Chinua Achebe wrote that “A man who lives on the banks of the Niger (river) should not wash his hands in spittle.” The good people of Nigeria that live on the banks of Rivers Niger, Benue, Imo, Cross River, Gongola, Hadejia, Kaduna, Katsina-Ala, Ogun, Osun, Owena, Sokoto, Yobe, and Zamfara Rivers etc. should not face food scarcity under any climate change scenario.
The development and execution of a master plan that will involve the efficient use of perennial water resources across Nigeria is a shortcut to ensuring food security. In the face of increasing population and uncertainties from climate change, these enormous water resources potential should be fully utilized by the state and federal governments.
All we need to do is take advantage of technological innovations to tap these untapped water resources at our backyards. Think of the capacity (cubic liters) of irrigation water we can easily harness from these untapped resources. The promotion of large-scale water management schemes to provide water resources for agriculture can thus guarantee enough water for year-round farming under present and future climate change scenarios.
The lesson from the glitch in the production of tomatoes in Nigeria in 2016 that resulted in an astronomical increase in prizes with untold hardship is that any prolonged drought in the Savanah belt northwards will be catastrophic. Therefore, in addition to developing the agricultural sector in the northern parts of Nigeria that are more prone to severe drought, the federal and state governments should also invest heavily in the food baskets in the south.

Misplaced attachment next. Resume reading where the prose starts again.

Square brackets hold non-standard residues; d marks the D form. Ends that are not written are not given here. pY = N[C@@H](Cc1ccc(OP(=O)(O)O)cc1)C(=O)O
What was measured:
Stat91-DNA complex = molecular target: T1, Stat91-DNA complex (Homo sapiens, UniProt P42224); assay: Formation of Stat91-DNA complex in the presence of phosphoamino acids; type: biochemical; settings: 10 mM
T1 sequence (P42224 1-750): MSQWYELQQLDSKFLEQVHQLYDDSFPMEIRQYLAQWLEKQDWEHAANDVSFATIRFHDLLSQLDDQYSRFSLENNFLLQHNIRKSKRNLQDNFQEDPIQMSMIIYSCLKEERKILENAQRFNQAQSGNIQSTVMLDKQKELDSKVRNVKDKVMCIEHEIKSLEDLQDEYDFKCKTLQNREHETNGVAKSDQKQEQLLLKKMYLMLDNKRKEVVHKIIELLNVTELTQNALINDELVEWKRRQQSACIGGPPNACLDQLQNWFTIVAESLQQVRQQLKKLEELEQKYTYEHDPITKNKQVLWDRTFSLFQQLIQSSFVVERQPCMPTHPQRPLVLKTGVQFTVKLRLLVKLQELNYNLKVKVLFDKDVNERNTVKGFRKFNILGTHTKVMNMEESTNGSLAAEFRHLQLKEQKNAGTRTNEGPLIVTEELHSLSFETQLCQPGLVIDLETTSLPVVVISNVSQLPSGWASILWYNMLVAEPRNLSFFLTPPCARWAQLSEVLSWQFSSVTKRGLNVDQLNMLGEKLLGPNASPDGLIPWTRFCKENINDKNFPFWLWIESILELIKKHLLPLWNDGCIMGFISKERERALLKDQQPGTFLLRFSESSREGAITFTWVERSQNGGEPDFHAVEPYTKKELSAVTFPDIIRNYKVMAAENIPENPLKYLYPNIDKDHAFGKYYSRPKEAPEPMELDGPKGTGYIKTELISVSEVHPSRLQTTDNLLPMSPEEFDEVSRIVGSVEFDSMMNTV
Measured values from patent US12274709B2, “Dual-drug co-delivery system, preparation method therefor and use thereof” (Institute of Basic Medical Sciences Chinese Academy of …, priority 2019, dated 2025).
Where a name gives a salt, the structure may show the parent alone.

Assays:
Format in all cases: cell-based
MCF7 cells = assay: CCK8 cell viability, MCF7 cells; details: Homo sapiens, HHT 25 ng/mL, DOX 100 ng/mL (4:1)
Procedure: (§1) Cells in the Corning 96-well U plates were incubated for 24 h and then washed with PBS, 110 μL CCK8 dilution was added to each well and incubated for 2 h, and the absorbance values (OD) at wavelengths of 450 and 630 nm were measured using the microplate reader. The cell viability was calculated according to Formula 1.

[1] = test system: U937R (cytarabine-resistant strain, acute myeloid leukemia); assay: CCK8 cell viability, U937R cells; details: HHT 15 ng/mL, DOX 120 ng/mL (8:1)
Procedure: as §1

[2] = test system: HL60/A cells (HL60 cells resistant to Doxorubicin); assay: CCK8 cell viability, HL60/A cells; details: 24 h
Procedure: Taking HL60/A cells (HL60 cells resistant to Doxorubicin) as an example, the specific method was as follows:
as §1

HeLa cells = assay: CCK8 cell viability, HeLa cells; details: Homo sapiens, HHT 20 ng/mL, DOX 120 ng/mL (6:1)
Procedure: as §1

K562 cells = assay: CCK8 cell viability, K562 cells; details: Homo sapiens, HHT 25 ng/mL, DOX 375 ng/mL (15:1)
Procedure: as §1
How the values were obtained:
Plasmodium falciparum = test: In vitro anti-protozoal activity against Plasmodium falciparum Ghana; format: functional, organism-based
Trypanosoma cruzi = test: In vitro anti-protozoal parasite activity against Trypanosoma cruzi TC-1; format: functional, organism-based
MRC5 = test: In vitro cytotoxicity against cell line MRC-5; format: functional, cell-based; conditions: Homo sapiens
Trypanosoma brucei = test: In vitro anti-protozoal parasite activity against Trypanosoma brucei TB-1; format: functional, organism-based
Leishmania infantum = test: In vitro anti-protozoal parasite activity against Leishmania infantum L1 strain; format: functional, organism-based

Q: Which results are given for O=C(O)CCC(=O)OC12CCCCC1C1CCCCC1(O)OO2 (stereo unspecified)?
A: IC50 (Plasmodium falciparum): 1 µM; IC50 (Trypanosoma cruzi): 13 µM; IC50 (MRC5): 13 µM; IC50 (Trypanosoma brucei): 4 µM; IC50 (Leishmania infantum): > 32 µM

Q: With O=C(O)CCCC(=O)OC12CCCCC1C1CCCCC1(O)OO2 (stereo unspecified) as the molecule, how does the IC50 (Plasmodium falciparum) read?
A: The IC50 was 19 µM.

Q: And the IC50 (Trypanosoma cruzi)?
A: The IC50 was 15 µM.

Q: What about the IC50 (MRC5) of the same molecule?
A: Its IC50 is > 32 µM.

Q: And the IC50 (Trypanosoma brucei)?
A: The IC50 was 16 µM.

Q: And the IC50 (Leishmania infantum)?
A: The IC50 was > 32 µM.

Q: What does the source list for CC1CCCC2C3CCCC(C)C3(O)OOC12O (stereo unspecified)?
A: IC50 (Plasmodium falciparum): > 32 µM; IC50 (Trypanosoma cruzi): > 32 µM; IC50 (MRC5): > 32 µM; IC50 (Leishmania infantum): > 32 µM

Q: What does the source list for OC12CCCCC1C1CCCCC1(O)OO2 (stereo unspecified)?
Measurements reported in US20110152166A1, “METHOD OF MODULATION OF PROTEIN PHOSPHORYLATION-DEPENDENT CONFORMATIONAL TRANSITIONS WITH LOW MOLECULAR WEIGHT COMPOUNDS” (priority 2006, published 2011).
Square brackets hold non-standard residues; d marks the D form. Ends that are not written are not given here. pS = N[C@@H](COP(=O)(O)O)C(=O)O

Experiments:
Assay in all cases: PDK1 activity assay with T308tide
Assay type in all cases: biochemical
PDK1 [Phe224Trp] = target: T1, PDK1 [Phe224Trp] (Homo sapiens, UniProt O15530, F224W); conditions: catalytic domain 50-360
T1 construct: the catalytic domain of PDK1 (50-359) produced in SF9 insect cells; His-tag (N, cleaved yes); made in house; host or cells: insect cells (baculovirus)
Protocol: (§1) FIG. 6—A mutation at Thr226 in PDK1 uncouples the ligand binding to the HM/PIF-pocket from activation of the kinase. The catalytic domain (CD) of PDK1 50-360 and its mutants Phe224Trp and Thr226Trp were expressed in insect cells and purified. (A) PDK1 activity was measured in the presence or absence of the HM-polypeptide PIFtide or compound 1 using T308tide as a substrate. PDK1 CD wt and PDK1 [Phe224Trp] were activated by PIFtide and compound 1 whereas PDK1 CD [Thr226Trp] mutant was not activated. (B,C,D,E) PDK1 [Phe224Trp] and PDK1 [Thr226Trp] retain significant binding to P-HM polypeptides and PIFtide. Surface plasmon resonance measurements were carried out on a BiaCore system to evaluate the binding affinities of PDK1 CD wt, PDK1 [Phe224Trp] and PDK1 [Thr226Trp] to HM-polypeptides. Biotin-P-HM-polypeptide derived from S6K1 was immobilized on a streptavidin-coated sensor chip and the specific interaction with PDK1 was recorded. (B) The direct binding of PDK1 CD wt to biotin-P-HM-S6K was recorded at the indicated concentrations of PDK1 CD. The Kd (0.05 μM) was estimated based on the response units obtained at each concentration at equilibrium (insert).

The antiquated mindset focused on developing agriculture in a drought-prone region without adequate irrigation facilities should be modernized. The Nigerian government should push for, develop and harness the irrigation potentials of our water resources. They should provide policy guidelines aimed at strengthening all River Basin Authorities for integrated water resources management at the sub-regional and watershed scale.
In the face of climate change, managing surface and groundwater through small-scale irrigation will be essential in sustaining food production in rainfed areas. This irrigation programs should be tailored to the local and ecological peculiarities of watersheds. Water availability for agriculture during severer drought will give farmers the security they need to risk investing in other productivity-boosting technologies, such as fertilizers and improved seed. This is how to put the nation on the road to food security.
Finally, per the Food and Agricultural Organization (FOA) of the United Nations, “Food security exists when all people, always, have physical and economic access to sufficient, safe, and nutritious food for a healthy and active life.” For Nigeria to have access to sufficient food, always, we need a new paradigm in food security.
Such a paradigm should be aimed at guaranteeing food security by creating an agricultural sector that is equipped with irrigation facilities to withstand years of drought. It’s only after we have done this, that we can guarantee food security for all Nigerians in the climate change era.
Churchill Okonkwo, Ph.D. African Center for Climate Change Science and Policy Research, Washington D.C. follow him on Twitter @churchillnnobi